After a single dose of CAB-LA or RPV, the slow fade of drug from the body means drug levels eventually fall beneath a concentration that shuts down HIV—unless a person gets another shot in the prescribed time. In the ÉCLAIR trial, CAB-LA remained detectable in blood in 14 participants (17 percent) 52 weeks after the last injection. If someone taking CAB for PrEP forgets a shot long enough—or just stops—and keeps having sex, low CAB levels could permit HIV infection. And when HIV starts copying itself in the face of meager antiretroviral levels, it starts making resistant copies.

This is not a theoretical scenario. It already happened to a woman who got a single 300-mg intramuscular shot of RPV. She tested positive for HIV 84 days after the shot, and after 115 days the infecting virus carried a mutation that confers resistance to the whole nonnucleoside class. The researchers call this “a unique instance of infection with wild-type [nonmutant] HIV-1 and subsequent selection of resistant virus by persistent exposure to long-acting PrEP.” To avoid repeating this misadventure, a person taking a long-acting injectable would have to have a clear HIV prevention plan for several months after the last shot—some combination of complete condom use, behavior change or covering the slowly waning tail of the injectable with faithfully taken oral PrEP, like Truvada.

We know the trial designs are complex.

December 2016 saw the launch of HPTN 083, a 4500-person double-dummy, double-blind trial of injectable CAB-LA PrEP every eight weeks. The trial is enrolling MSM and TGW in countries in North and South America, Asia, as well as in South Africa. Researchers estimate it could take 3.5 years to complete HPTN 083 but note that the trial is “endpoint driven,” meaning that the timing depends on the frequency with which new HIV diagnoses occur in participants. HPTN 084, a parallel CAB-LA PrEP trial in women, is also a double-dummy, double-blind trial and is expected to start later this year.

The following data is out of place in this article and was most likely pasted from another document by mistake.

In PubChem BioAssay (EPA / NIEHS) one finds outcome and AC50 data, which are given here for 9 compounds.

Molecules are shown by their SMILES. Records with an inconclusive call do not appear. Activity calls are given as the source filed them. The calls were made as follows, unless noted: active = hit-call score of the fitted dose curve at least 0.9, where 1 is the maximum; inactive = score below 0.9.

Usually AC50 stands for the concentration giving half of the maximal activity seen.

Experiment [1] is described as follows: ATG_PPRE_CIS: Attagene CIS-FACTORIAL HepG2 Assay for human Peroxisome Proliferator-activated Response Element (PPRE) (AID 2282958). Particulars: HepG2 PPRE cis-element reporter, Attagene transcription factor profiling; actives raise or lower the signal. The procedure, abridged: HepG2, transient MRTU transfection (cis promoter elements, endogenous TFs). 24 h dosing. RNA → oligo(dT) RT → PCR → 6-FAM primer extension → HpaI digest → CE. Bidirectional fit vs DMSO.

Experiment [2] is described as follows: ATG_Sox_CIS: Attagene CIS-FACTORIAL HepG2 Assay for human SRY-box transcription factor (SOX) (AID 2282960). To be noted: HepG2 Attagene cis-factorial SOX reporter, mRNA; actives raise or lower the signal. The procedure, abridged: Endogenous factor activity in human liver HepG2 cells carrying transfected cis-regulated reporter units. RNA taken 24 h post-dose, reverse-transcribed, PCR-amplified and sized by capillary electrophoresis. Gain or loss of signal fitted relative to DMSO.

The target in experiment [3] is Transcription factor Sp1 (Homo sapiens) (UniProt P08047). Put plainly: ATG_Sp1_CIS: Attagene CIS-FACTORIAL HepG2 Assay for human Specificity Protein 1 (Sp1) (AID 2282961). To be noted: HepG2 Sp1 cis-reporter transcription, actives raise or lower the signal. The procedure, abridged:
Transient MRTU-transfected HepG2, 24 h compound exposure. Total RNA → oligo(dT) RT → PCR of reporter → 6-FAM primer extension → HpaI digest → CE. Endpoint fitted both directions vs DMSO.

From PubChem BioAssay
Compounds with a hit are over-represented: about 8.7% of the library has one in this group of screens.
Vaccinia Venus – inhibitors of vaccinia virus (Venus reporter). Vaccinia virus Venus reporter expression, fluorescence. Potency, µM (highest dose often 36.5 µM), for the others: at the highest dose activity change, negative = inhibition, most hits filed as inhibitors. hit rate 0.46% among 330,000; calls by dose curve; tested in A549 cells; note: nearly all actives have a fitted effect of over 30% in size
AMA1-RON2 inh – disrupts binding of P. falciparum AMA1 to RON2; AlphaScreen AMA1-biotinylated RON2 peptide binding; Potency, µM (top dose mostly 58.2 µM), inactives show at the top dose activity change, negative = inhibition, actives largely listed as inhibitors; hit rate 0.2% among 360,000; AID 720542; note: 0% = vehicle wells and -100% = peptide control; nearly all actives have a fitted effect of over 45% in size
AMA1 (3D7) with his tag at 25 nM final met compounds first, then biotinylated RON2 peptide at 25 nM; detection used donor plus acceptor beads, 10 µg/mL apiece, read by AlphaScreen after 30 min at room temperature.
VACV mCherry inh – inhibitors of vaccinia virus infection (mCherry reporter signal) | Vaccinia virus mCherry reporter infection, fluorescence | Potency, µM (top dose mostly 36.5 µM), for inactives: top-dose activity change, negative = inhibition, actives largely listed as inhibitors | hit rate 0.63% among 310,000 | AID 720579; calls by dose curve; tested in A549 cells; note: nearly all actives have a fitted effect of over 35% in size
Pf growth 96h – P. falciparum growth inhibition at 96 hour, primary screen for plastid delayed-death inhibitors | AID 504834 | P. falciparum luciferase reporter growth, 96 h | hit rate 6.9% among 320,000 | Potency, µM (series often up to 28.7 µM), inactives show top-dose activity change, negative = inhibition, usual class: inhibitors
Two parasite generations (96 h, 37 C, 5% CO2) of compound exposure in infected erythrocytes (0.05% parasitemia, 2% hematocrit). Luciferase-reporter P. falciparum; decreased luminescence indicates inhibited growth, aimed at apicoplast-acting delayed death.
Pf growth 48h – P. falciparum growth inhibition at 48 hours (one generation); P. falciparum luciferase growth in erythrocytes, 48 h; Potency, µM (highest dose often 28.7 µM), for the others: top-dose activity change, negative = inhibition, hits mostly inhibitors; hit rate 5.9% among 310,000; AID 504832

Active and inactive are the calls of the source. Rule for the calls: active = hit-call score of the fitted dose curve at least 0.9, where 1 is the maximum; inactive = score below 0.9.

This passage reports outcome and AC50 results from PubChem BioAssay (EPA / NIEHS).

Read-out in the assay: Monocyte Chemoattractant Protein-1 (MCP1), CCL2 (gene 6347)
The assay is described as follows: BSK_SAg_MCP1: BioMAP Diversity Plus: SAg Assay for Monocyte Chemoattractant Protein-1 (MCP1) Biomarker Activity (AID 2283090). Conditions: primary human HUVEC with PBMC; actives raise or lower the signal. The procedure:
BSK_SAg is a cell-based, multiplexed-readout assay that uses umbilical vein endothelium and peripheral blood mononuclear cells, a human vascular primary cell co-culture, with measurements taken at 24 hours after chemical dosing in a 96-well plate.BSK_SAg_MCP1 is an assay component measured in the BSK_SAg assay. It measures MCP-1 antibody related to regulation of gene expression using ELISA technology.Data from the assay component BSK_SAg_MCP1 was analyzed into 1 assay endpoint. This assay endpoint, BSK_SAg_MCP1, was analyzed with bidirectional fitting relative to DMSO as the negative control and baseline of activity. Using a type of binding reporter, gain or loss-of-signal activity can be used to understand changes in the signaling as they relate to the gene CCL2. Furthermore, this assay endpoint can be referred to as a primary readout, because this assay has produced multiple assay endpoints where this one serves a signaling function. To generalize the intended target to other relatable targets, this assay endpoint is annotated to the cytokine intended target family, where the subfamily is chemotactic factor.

Does “double-dummy double-blind” sound familiar? It might not. This and other terms are relatively new in the biomedical HIV prevention field. But times have changed. The advent of daily oral PrEP as a WHO-recommended prevention strategy has propelled changes in trials of other prevention strategies—including ARV-based and non-ARV based prevention alike. (AVAC has developed a plain language glossary of some of the commonly used terms HIV Prevention Trial Terms: An advocate’s guide.)

The designs for HPTN 083 and 084 are examples of what efficacy trials look like in the “post-placebo” era. In a placebo-controlled trial, people are randomly assigned to receive either an active agent (like oral PrEP pills) or an identical “dummy” candidate (a sugar pill or a saline injection). Both groups receive the same HIV prevention package. HIV prevention trials involving people whose primary risk is sexual exposure all provide condoms, diagnosis and treatment of sexually transmitted infections and behavior change; some also now provide referrals for voluntary medical male circumcision, PrEP and partner testing and treatment.